Friday, 22 June 2007

Why dream?

We all know what dreaming is, experiencing sensations such as images and sounds during sleep that we usually cannot control. Lucid dreaming is when the dreamer is aware they are dreaming and can sometimes alter their actions and the dream world. Anxiety is the most common felt emotion during dreams. Dreaming is associated with the REM (Rapid Eye Movement) stage of sleep. We go through ~4 cycles of REM sleep. All the muscles in our body are paralysed apart from the muscles in your eyes hence the name.

But why do we dream at all, nearly all mammals and birds appear to do it. Suggesting it must be evolutionary beneficial but how? Some people have thought dreams were messages from god or predictions of the future. Early psychologists like Freud were interested in dreams and their meanings. He believed dreams were wish fulfilment. Your unconscious mind doing things your conscious mind does not allow it when you are awake, but your ‘superego’ sensors your dreams. Part of this is symbolism, items and events represent what you really want. Freud has said not everything is a symbol, ‘sometimes a cigar is just a cigar’. He thought if you understand what they meant and resolve the deep arguments within yourself then all is well. I have never thought this made evolutionary sense…how many psychoanalysists were there in cavemen times to help them by charging +£60 to listen to them speak? Not many I would assume but I have no data on the matter.

Neuroscientists have also tried to explain why we dream. The great neurobiologist Crick (yes I do mean the on and only Crick) put forward the theory of reverse learning as a reason for why we dream. This theory says we dream to forget! The theory says we take in too much info in during the day so at night we erase these memories. Otherwise they would become damaging to you. This theory has little experimental support. It doesn’t explain why newborns sleep and spend so much time in REM (assuming they are dreaming). Also why do dreams have a story if they are simple a deleting mechanism? Why not simple flashes of sound and images, or has our brain come to make sense out of this, what function could that have. Lloyd et al. (unpublished) criticises it by showing more dreams are experienced when revising and yet much of the information stays. He suggests dreams are either a way of rehearsing or organising the information. But he fails to explain why dreams usually have little to do with what has been learnt. But it is clear information is not being forgotten.

Dreams have also been seen as a way of solving problems. Are you in fact thinking during dreams and coming up with ideas? This seems hard to grasp – you are actually thinking but have no control. KekulĂ© figured out the structure of benzene through dreaming of snakes biting its tail making a ring. Lloyd et al. also provides evidence of this. The subject woke up from a dream with the answer to chemistry homework that they were unable to solve beforehand. However there is no evidence people who do not pay attention to dreams have more difficulties in life than those who do.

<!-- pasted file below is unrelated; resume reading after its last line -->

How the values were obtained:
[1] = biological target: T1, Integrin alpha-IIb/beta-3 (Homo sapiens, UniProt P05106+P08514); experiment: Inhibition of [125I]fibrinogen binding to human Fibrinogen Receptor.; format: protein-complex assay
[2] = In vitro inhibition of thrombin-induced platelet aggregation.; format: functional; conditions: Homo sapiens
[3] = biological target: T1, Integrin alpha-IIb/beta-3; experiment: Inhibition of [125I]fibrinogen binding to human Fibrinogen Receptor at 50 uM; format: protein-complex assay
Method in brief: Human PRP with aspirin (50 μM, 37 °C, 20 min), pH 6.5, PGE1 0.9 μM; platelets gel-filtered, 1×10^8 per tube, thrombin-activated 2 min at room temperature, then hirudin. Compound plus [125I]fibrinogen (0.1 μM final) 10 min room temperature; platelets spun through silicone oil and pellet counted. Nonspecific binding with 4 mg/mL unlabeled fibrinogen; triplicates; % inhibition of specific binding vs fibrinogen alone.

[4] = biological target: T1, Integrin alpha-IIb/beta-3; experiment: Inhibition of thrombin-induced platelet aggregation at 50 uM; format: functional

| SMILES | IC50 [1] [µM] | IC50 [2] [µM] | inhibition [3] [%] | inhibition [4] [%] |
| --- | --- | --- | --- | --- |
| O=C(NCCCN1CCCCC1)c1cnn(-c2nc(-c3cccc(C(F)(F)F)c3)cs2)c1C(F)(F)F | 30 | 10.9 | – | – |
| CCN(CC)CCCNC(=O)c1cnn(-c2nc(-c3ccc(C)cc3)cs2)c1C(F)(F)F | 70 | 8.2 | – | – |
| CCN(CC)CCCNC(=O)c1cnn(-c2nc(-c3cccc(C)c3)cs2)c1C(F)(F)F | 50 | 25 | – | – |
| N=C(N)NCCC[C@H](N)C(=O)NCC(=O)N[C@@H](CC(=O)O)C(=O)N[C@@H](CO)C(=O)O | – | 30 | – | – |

It is hard to figure out what is going on with dreams, we cant figure out what memories are on the molecular level let alone how dreams arise and what function they have.

Just remember you do not know you are dreaming in non-lucid dreams then how can you prove you are not dreaming right now! (warning the devil is in me)


Menelaos Symeonides said...

Excellent, I was just yesterday wondering why we sleep at all, after being reminded that snakes and dolphins don't sleep. I suppose this answers the question in part (we sleep in order to dream?) but you don't really have to be asleep to dream.

Anyway, as for Crick's theory, I think it's not as unsupported as you think. There's decent evidence that neuronal death is how memories form, so basically there is competition between neurons and the ones that aren't being used will grow weaker (less connected) and eventually be killed off to allow the more useful ones to expand their dendrites. I'm not sure if there is more neuronal death going on during sleep, but we could look that up.

James Lloyd said...

good point, i didn't know that.
the reasons why we sleep could be very different to why we dream, i think. or originally. their are a couple of theories of sleep. possibly it started to save energy when you cannot hunt. if you are a night hunter and you are exposed during the day you can sleep during the day (and vice versa). i don't like this theory a lot. a better one is it allows neurotransmitters to be regenerated. but during REM sleep they are then being used! so the two are perhaps opposing forces. i don't think that is a much of a better one. do you have any better ideas? I aren't up on this area. just interested.